Uri Berliner As Senior Business Editor at NPR, Uri Berliner oversees coverage of business and the economy.
Uri Berliner 2010
Stories By

Uri Berliner

Doby Photography/NPR
Uri Berliner 2010
Doby Photography/NPR

Uri Berliner

Senior Business Editor

As Senior Business Editor at NPR, Uri Berliner edits and reports on economics, technology and finance. He provides analysis, context and clarity to breaking news and complex issues.

Berliner helped to build Planet Money, one of the most popular podcasts in the country.

Berliner's work at NPR has been recognized with a Peabody Award, a Loeb Award, Edward R. Murrow Award, a Society of Professional Journalists New America Award, and has been twice honored by the RTDNA. He was the recipient of a Nieman Fellowship at Harvard University. A New Yorker, he was educated at Sarah Lawrence College and Columbia University.

Berliner joined NPR after more than a decade as a print newspaper reporter in California where he covered scams, gangs, military issues, and the border. As a newspaper reporter, his feature writing and investigative reporting earned numerous awards. He started his journalism career at the East Hampton (N.Y) Star.

Story Archive

Tuesday

Due to high inflation this year, NPR's Business desk shares cheaper dishes to substitute for Thanksgiving stables. Maansi Srivastava/NPR hide caption

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Maansi Srivastava/NPR

Inflation won't win Thanksgiving: Here's NPR's plan to help you save on a meal

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Thursday

Mortgage rates are now above 7% on average nationally

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Tuesday

Adidas cuts ties with Ye after he made anti-Semitic comments

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Tuesday

The Diablo Canyon nuclear power plant was scheduled to be shuttered in 2025. But California Governor Gavin Newsom now wants to expand its lifespan. Michael Macor/The San Francisco Chronicle via Getty Images hide caption

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Michael Macor/The San Francisco Chronicle via Getty Images

Friday

Encore: A toy monkey that escaped Nazi Germany and reunited a family

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Wednesday

A Shortage On Starter Homes Is Keeping Many Young Americans From Owning A House

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Saturday

Mat Pergens just wants "four walls and a roof that I can afford" for himself, his wife, his 6-year-old daughter and his baby on the way. But even that modest of a dream is out of reach these days. Zac Visco for NPR hide caption

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Zac Visco for NPR

The Housing Shortage Is Significant. It's Acute For Small, Entry-Level Homes

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Wednesday

Standoff Between Farmers And Tractor Makers Intensifies Over Repair Issues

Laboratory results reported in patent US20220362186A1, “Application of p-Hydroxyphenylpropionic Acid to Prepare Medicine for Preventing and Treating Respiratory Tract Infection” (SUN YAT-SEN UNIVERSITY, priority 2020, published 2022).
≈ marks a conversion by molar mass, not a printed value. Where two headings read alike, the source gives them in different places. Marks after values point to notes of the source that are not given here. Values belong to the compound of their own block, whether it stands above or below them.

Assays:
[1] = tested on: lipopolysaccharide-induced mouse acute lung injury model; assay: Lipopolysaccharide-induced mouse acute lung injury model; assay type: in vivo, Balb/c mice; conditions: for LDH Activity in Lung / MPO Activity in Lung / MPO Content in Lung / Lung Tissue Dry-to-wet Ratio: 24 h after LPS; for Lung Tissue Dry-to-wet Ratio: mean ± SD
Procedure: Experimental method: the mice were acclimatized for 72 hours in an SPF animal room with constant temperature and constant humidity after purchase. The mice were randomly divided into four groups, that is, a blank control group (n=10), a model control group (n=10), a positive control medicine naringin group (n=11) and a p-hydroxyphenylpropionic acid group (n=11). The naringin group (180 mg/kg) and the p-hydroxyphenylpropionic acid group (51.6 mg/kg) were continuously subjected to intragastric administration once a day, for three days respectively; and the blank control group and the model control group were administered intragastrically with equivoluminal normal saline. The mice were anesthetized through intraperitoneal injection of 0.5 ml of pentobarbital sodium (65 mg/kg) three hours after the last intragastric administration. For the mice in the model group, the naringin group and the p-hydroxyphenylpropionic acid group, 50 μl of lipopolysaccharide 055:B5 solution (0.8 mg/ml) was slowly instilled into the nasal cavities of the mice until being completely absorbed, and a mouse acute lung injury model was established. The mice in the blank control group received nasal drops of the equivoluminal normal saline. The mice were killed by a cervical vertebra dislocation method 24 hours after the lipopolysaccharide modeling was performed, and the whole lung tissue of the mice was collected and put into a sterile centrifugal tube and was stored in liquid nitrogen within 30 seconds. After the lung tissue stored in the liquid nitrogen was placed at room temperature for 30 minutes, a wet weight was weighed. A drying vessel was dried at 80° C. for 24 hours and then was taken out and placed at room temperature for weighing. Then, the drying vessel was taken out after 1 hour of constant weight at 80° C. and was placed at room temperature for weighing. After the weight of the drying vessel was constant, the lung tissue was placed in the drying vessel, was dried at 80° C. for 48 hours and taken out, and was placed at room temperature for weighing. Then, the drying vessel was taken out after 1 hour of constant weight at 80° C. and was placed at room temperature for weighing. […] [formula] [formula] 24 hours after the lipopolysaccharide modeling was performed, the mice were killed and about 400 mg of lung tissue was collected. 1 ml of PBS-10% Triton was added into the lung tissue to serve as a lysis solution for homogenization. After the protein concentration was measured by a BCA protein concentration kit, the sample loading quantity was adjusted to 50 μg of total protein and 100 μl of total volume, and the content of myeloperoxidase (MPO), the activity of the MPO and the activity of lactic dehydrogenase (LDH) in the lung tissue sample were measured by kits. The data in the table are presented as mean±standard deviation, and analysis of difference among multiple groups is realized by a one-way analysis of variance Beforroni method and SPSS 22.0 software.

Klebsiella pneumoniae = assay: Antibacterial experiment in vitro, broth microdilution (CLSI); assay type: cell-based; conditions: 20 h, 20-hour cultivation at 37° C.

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Tuesday

A U.S. Border Patrol vehicle drives along the fence at the U.S.-Mexico border. (AP Photo/Ross D. Franklin) Ross D. Franklin/AP hide caption

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Ross D. Franklin/AP

The Human Cost of Family Separation

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Friday

Ada daSilva/Getty Images

Is 'Diversity And Inclusion' Far From Its Roots? And What's An NFT?

Sam talks to Kim Tran, an anti-racist author and consultant, about her article in Harper's Bazaar on how the diversity, equity and inclusion industry has strayed from its movement roots. Plus, what's an NFT? And why are people buying them? And what are they again? Sam breaks it all down with tech reporters Bobby Allyn and Erin Griffith to explain the phenomenon of the non-fungible token — and whether it can last.

Is 'Diversity And Inclusion' Far From Its Roots? And What's An NFT?

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Tuesday

A visual representation of the digital Cryptocurrency, Bitcoin. The digital currency's meteoric rise has minted millionaires and energized true believers around the world. Dan Kitwood/Getty Images hide caption

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Dan Kitwood/Getty Images

Bitcoin: Mother Of All Bubbles, Or Revolutionary Breakthrough

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Saturday

The Latest In The GameStop Wall Street Stock Battle

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Friday

Exclusive: GOP Strategists Blame Trump For Georgia Senate Losses

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Wednesday

Skepticism about COVID-19 vaccinations has prompted suggestions that the government should pay people to get the shots. (AP Photo/LM Otero) LM Otero/AP hide caption

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Should The Government Pay People To Get Vaccinated? Some Economists Think So

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Tuesday

Should People Be Compensated For Getting A COVID-19 Vaccine?

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